Egypt's opposition calls for more protests

Egypt's opposition calls for more protests

Egypt's opposition has called for more protests against President Mohamed Morsi after rejecting his plans for a constitutional referendum later this week on a disputed draft constitution.

"The National Salvation Front announces its total rejection of the referendum and will not legitimise this referendum which will definitely lead to more strife," Sameh Ashour, who spoke on behalf of the coalition of opposition parties, said on Sunday.

"The Front invites Egypt's great people to protest peacefully in various liberation squares in the capital this coming Tuesday to show dissatisfaction at the president's disregard of the people's demands and in refusal of the constitution that infringes on rights and freedoms."

Morsi's decision on Saturday to retract a decree awarding himself wide powers failed to placate opponents who accused him of plunging Egypt deeper into crisis by refusing to postpone the vote on the constitution scheduled for November 15..

"We are against this process from start to finish," Hussein Abdel Ghani, spokesman of the National Salvation Front, said.

The Egyptian president insists on holding the referendum on schedule.

The opposition has repeatedly said that the constitution, drafted by a Muslim Brotherhood-led constituent assembly, disregards the rights of women and ignores personal freedoms.

"I cannot imagine that after all this they want to pass a constitution that does not represent all Egyptians," Ahmed Said, another member of the National Salvation Front coalition and the head of the liberal Free Egyptians Party, said.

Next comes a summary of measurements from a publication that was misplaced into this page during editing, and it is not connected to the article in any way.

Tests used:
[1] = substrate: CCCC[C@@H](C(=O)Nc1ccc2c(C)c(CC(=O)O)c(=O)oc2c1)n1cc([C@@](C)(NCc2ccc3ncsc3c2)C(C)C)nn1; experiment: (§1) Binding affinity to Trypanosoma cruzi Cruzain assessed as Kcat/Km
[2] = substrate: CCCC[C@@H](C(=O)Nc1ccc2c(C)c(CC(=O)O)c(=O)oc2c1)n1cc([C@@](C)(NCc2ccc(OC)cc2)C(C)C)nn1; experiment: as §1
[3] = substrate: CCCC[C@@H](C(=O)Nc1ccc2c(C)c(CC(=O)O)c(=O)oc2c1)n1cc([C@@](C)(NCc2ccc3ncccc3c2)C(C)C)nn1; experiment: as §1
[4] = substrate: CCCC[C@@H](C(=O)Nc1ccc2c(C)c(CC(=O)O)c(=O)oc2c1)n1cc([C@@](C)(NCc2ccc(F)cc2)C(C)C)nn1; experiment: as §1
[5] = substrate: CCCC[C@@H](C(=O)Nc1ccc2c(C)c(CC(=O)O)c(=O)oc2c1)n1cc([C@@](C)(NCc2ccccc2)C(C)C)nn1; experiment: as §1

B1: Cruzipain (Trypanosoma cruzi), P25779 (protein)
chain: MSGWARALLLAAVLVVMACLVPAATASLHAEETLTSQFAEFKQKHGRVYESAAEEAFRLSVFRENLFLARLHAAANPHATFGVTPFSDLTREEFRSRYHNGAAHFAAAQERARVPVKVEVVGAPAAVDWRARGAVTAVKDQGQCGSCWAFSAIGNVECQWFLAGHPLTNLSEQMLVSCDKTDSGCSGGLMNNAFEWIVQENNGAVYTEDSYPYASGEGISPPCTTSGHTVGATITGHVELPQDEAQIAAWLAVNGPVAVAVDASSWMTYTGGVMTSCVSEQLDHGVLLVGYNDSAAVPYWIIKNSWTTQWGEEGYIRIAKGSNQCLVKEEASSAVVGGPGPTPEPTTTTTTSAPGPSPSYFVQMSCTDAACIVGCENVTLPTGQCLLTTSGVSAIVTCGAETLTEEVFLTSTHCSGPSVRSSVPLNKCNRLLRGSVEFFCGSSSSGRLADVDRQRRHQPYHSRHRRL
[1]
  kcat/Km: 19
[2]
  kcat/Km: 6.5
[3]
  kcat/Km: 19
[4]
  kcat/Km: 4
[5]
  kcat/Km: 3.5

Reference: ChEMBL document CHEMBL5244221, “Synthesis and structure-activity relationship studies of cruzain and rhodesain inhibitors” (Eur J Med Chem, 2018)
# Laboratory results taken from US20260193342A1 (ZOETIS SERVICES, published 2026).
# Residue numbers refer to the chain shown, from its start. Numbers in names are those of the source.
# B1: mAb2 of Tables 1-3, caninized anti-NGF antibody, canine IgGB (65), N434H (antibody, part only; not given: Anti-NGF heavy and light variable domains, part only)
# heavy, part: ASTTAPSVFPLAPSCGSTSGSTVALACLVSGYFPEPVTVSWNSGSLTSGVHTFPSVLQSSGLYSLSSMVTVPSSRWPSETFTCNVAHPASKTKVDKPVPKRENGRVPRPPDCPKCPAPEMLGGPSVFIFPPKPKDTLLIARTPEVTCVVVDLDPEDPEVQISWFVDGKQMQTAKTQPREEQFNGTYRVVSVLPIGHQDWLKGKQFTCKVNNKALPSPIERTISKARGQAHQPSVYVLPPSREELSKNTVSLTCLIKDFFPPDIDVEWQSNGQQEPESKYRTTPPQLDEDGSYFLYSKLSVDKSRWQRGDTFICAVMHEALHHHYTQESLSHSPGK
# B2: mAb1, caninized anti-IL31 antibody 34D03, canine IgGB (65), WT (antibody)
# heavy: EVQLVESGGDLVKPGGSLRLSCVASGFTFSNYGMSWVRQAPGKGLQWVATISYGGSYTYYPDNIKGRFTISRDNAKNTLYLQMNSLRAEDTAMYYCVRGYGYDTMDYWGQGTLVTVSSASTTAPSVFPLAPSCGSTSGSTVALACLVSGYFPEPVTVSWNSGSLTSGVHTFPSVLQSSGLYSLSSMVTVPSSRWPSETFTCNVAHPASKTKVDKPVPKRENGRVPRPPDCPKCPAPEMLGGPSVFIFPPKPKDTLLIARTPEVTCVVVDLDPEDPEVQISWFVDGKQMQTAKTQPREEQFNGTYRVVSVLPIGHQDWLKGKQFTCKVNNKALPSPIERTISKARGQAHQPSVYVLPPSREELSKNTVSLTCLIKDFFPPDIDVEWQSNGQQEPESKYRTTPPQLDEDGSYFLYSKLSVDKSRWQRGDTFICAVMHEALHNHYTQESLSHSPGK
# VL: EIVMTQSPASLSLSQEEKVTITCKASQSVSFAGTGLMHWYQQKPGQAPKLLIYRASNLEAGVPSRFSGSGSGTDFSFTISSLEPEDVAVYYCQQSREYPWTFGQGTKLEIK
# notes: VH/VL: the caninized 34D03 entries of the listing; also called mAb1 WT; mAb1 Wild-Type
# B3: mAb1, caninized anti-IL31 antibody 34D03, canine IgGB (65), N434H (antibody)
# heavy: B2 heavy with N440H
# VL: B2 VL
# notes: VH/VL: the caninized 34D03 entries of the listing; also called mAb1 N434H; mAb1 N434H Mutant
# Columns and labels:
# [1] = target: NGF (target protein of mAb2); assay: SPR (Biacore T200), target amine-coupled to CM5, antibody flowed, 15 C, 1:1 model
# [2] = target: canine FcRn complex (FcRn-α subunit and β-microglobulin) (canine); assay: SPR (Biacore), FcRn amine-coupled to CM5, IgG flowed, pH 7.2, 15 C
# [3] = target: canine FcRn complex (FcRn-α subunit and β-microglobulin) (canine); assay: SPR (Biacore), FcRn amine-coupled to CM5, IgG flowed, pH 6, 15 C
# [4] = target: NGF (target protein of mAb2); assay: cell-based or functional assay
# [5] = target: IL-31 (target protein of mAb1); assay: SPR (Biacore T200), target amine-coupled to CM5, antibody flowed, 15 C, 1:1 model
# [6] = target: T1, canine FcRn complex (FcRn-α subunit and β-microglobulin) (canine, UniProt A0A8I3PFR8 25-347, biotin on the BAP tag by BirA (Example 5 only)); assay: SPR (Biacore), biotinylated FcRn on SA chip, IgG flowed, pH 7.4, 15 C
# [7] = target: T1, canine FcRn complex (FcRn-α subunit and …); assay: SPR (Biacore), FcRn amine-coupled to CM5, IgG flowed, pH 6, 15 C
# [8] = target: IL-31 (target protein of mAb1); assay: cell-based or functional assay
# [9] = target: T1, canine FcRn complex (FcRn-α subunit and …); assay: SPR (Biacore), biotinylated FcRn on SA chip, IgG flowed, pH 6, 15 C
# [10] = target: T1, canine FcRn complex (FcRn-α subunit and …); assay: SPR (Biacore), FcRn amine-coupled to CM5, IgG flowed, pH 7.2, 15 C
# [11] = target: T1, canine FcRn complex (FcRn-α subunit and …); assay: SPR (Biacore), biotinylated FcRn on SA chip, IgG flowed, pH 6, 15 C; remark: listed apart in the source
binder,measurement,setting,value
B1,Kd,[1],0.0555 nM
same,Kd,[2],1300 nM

The referendum has deeply polarised Egypt and sparked some of the bloodiest clashes between Morsi supporters and opponents since he came to power in June.

The Egyptian president has ordered the military to maintain security and protect state institutions until the results of the referendum are announced.

"Holding a referendum now in the absence of security reflects haste and an absence of a sense of responsibility on the part of the regime, which risks pushing the country towards violent confrontation," a statement from the Front said.

Rival protest

The Muslim Brotherhood and its political wing Freedom and Justice party, as well as Salafist political parties, have urged the opposition to accept the referendum's verdict.

Mahmud Ghozlan, a Brotherhood spokesman, said a coalition called the Alliance of Islamist Forces have also called for a demonstration on Tuesday under the slogan "Yes to legitimacy" in support of the referendum.

The rival rallies in the capital Cairo raise the potential for clashes such as those that erupted last Wednesday, killing seven people and wounding hundreds.

The current turmoil started after Morsi’s November 22 decree and then hastily approving the constitution that was opposed by liberals, including minority Christians.

By using Yahoo you agree that Yahoo and partners may use Cookies for personalisation and other purposes